11 February 2019


Conservation Tips & Tricks | Selin Kahramanoglu

The much-anticipated (just humour me, you guys) third and final part of the "Alternative Conservation" series has arrived! This post will address the digitization approach to conservation, using the Lascaux Caves as our case study. Hold onto your floppy disks and let's get going!

Wall painting in the Lascaux Caves. Source.
Don't Get Too Excited

Now, I'm not going to sugar coat this (partly because I'm on a diet), but digitization is some tricky business. Creating digital records is an everyday occurrence that can't be helped. Left and right, born-digital records are being produced almost as often as superhero movies. Unfortunately, with digital records, we can never go back to the original context of the record's creation. For this reason, records are unstable.

Let's say that I want to remember my trip to the Lascaux Caves. I can take a picture, a video, an audio recording, or even a 3D scan of the site. What if I want to post a shorter version of the video of my trip on Instagram? Then, it's no longer the same video. It doesn't matter that the edited video is from the same source, and has the same content. It's been changed, and that's that. No turning back.

Tip: Metadata is always changing and updating, so it's important to acknowledge that it's difficult to keep up with digital records, but not impossible.

More Bad News

One thing we can't ignore is that digital records live fast, and die young. In the next couple decades, some hardware and software will be obsolete. This means that some records will no longer be accessible, retrievable, or even comprehensible. If you want to record an audio file on your visit to the Lascaux Caves using the recording app of your smartphone, think twice. In two years, that phone won't charge anymore, the battery will die, and your file will be lost.

With planned consumerism, the lifespan of digital mechanics are getting shorter and shorter. Still, the digital method is convenient. Especially when it comes to phones, laptops, and tablets, these digital resources are right at our fingertips. The question is, do you think constantly paying for the newer update is worth the trouble?

Tip: The reality of the matter is that restoring an older digital format or reader is time-consuming, requires resources, expertise, and money. A lot of money.

ANYTHING Positive to Say?

After all those limitations, why in the world would we use digitization as a conservation method? Remember that digital records are easy to create, to manipulate, and to dispose of. That's why it can be an excellent method for conservation! Let's say that you want to teach someone about how the light dances in the Lascaux Caves. Just take a video and show them. You've just created a digital record of an entire experience, easy-peasy.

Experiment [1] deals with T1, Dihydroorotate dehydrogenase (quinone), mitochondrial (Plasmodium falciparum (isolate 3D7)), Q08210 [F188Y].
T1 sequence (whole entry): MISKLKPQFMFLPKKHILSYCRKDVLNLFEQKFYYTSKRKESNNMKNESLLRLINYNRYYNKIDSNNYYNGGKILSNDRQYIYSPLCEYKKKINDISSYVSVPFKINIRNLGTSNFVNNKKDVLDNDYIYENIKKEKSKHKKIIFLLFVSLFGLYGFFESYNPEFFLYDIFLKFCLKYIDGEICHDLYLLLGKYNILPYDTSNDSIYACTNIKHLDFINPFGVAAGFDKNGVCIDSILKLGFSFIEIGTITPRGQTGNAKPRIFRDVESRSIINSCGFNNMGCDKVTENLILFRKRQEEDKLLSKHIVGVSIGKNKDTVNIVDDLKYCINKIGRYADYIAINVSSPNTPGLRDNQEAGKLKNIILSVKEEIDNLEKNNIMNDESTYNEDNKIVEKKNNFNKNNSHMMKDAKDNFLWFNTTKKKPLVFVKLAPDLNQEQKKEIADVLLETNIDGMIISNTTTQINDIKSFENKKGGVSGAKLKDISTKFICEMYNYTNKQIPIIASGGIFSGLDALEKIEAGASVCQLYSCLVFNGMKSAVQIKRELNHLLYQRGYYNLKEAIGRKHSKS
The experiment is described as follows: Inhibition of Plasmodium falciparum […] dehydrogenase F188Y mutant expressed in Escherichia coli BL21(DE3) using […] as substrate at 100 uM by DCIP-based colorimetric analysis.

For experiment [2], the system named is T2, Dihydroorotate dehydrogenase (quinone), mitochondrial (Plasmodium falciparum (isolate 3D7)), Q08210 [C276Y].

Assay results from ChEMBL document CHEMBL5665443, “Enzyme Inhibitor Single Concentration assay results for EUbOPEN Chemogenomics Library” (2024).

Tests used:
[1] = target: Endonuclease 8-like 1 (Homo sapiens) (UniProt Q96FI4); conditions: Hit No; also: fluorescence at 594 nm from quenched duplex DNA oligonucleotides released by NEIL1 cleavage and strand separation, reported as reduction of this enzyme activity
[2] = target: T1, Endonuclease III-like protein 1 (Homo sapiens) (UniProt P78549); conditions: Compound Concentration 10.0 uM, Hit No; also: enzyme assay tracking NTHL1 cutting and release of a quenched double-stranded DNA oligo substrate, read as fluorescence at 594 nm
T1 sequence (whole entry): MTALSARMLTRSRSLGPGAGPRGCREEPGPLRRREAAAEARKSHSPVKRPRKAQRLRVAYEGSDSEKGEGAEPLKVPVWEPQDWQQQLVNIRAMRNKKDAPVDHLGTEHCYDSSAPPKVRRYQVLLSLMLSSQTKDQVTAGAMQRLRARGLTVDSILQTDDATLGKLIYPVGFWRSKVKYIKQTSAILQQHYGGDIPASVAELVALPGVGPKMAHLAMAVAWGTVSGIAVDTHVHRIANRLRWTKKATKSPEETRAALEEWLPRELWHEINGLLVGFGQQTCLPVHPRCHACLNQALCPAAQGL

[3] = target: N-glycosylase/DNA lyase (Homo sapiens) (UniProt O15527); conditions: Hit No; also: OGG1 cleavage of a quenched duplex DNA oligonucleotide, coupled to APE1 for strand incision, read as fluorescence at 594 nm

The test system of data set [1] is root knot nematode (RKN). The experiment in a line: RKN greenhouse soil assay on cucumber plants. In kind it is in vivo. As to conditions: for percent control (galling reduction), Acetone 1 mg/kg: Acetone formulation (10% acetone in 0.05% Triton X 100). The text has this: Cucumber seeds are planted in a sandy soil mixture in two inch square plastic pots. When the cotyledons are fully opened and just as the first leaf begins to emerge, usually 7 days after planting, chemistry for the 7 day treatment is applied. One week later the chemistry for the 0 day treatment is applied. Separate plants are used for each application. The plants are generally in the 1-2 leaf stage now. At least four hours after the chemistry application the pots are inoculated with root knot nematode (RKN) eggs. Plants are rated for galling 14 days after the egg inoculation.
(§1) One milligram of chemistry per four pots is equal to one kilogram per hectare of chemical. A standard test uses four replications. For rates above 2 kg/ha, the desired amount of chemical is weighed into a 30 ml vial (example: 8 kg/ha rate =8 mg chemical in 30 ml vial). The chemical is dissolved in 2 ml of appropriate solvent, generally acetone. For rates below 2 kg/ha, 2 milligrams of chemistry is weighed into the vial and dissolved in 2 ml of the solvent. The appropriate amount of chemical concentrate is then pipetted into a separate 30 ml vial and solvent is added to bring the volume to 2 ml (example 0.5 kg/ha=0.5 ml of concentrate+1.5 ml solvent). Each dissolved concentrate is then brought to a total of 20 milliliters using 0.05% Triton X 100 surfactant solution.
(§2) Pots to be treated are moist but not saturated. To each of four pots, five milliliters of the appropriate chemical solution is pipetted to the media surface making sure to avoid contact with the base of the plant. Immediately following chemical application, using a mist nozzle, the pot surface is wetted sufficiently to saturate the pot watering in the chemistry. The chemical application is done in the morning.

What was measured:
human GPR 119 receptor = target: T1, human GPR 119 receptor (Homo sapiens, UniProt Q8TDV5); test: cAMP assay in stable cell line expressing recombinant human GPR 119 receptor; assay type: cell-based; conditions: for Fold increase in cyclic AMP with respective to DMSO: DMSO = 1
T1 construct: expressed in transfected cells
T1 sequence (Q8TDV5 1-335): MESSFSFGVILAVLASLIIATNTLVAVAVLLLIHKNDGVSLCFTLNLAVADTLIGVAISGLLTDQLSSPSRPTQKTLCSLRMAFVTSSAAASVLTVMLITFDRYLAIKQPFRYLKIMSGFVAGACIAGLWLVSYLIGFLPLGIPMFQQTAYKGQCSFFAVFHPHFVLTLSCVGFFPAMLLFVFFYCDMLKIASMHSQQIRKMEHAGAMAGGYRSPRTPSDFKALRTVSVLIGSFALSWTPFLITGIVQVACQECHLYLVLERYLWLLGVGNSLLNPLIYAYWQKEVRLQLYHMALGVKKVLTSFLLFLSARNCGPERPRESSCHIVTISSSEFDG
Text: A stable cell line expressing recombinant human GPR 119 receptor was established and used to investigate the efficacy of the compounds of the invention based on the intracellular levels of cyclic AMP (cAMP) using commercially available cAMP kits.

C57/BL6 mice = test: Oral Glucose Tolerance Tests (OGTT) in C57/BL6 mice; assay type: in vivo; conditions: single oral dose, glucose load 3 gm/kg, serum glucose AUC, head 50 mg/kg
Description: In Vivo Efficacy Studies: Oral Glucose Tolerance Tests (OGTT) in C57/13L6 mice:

With so many artifacts in a museum collection, it is not very realistic to put them all on display. However, digitizing the catalogue and making it available for public online viewing is similar to displaying them. Some museums are strictly digitally accessible. In any case, digitization allows the museum visitor to see and experience much more, pushing the boundaries of the physical museum.

Tip: Limited exhibition space? Place a tablet containing digitized artifacts relevant to the exhibition theme in the gallery to compliment the physical objects on display.

Finally, Good News

With the digitization of artifacts, rare, and unique object can be seen at any time, and anywhere in the world. We can simulate realistic, and immersive, interpretations of lost heritage to our heart's content! Through landscape digitization, we can visit the Lascaux Caves, and even walk among the site in a virtual reality experience. Digital copies of artifacts and archaeological sites also protects the originals from the damages that can occur from too many physical interactions. Not only that, digitization can be useful for wayfinding. Have you ever gotten lost, or unsure of what your destination looks like? The Google Maps app and Street View can get you to where you need to go because global geography has been digitized!

Tip: The digital record has the potential to become an exact replication of the original, but it can never replace it. Rather, the digital adds another dimension to comprehending information.

The next time you're considering alternative conservation methods, digitization is a very real and frequently used approach in the modern age. Of course, the more traditional methods of preservation and restoration are good options too. It all depends on what you're trying to salvage, for how long, and if you have enough resources to do so. Good luck with your upcoming conservation practices, my friends, because I know that choosing one method is not as easy as it looks.

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